About This Webinar:
Know Your Rights: Medication-Assisted Treatment—Special Anti-Discrimination Issues [Slides / Video] provides an overview of federal laws prohibiting discrimination against people with disabilities, and how those laws protect people in medication-assisted treatment for addiction (such as methadone, buprenorphine, or naltrexone).
This Webinar Is For:
- People in medication-assisted treatment for addiction;
- Anyone supporting the rights of people in medication-assisted treatment;
- Employers, health care providers, government officials, and others who want to comply with anti-discrimination laws; and
- Anyone else interested in the topic.
- Know Your Rights: Are You In Recovery from Alcohol or Drug Problems? (2006): This brochure describes federal laws prohibiting employment, housing, and other discrimination against people with substance use disorders. It also explains what to do if your rights have been violated. Also available in Spanish.
- Helpful Resources to Address Discrimination Against People in Medication-Assisted Treatment (2009): A list of useful resources for educating employers, courts and others about medication-assisted treatment, including why methadone and buprenorphine do not impair physical or mental functioning when provided to individuals stabilized on the appropriate dose.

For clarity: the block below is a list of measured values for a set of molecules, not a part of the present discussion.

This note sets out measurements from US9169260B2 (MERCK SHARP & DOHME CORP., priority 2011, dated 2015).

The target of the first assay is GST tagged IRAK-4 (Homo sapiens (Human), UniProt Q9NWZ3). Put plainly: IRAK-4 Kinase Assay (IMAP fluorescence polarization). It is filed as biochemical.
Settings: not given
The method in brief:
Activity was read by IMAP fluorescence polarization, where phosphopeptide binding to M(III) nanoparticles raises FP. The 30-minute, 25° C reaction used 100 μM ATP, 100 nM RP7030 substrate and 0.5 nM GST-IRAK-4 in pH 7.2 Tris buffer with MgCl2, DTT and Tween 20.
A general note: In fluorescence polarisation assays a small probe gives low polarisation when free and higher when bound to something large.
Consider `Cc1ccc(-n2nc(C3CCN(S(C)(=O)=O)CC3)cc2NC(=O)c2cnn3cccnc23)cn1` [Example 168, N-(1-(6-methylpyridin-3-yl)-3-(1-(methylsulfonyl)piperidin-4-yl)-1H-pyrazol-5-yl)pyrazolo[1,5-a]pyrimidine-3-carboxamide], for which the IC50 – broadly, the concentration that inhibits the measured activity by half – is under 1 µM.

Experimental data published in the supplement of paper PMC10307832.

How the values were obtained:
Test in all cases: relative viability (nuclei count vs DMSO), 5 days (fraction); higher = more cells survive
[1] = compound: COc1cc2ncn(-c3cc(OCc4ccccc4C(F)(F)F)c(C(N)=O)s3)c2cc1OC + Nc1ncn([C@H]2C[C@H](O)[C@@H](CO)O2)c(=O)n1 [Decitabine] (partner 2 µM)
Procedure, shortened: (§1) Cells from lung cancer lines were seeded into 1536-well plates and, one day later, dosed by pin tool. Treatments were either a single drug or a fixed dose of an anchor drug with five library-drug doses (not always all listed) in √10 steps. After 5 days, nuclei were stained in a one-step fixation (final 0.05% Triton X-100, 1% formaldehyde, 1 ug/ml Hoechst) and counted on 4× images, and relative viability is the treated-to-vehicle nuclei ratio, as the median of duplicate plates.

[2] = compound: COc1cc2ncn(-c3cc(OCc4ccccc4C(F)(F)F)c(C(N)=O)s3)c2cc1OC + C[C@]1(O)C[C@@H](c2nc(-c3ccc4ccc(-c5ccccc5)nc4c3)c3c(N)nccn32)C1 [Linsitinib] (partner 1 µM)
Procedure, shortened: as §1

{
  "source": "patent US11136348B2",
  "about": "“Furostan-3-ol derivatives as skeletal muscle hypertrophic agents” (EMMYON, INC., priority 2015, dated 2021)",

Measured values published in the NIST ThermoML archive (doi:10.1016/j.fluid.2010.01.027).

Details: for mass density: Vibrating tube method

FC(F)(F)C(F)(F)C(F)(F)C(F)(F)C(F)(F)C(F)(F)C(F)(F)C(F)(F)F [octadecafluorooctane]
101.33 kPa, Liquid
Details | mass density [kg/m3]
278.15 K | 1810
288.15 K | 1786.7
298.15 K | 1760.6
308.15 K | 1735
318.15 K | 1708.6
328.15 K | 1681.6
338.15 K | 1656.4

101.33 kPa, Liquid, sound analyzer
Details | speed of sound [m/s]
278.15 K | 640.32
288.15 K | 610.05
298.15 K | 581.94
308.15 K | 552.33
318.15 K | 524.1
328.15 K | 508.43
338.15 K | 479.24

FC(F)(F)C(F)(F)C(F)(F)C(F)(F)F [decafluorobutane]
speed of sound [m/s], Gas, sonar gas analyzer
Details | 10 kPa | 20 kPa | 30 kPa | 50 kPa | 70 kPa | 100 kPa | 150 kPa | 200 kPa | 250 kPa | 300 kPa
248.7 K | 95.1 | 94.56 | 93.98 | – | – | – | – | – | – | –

- Know Your Rights: Are You in Recovery from Alcohol or Drug Problems? Rights for Individuals on Medication-Assisted Treatment (2009): This brochure is a companion piece to Know Your Rights: Are You in Recovery from Alcohol or Drug Problems?, and describes the specific legal issues faced by people in medication-assisted treatment for opiate addiction (such as methadone, buprenorphine, or naltrexone).
- Questions and Answers from Webinar: “Medication-Assisted Treatment: Special Anti-Discrimination Issues”: Summary of questions asked during the webinar, and answers provided by LAC attorneys.
- Legality of Denying Access to Medication Assisted Treatment in the Criminal Justice System (2011): A report that explains why criminal justice agencies violate Federal anti-discrimination laws and the United States Constitution when they deny access to medications, such as methadone and buprenorphine, to treat opiate addiction.
- Educating Courts, Other Government Agencies and Employers About Methadone (2009): This publication explains how individuals in methadone maintenance programs and other forms of medication-assisted treatment, as well as their treatment programs and advocates, can advocate for their rights so that they can get in or stay in the treatment they need without facing discrimination. The focus is on discrimination by the child welfare system and criminal justice system.